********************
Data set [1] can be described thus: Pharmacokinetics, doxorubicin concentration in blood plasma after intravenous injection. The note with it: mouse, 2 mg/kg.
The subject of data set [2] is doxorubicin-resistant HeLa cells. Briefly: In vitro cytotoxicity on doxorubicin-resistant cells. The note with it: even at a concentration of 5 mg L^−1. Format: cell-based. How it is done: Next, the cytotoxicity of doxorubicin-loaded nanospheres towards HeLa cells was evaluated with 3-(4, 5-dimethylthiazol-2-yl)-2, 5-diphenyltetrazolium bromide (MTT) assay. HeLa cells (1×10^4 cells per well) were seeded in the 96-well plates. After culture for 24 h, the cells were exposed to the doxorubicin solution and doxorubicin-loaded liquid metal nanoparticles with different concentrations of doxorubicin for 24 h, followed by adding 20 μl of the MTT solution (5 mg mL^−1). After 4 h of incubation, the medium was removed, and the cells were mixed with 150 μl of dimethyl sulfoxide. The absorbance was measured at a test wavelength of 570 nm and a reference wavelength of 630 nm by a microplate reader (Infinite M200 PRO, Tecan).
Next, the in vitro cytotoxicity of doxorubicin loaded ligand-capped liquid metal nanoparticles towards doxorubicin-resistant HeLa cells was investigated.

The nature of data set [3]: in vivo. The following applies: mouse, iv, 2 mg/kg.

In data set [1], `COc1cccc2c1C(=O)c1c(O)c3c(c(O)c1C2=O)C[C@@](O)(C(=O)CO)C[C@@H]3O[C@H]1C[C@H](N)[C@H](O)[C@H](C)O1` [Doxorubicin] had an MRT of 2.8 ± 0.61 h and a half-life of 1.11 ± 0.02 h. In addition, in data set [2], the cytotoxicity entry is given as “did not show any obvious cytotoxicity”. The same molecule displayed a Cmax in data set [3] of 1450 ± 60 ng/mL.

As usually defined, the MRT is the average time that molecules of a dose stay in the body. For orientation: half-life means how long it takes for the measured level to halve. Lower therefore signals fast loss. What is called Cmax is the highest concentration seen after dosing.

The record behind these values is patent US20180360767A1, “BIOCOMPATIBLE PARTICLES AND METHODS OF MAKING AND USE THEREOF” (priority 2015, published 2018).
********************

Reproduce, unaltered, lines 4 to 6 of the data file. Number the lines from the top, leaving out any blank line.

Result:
The nature of data set [3]: in vivo. The following applies: mouse, iv, 2 mg/kg.

In data set [1], `COc1cccc2c1C(=O)c1c(O)c3c(c(O)c1C2=O)C[C@@](O)(C(=O)CO)C[C@@H]3O[C@H]1C[C@H](N)[C@H](O)[C@H](C)O1` [Doxorubicin] had an MRT of 2.8 ± 0.61 h and a half-life of 1.11 ± 0.02 h. In addition, in data set [2], the cytotoxicity entry is given as “did not show any obvious cytotoxicity”. The same molecule displayed a Cmax in data set [3] of 1450 ± 60 ng/mL.

As usually defined, the MRT is the average time that molecules of a dose stay in the body. For orientation: half-life means how long it takes for the measured level to halve. Lower therefore signals fast loss. What is called Cmax is the highest concentration seen after dosing.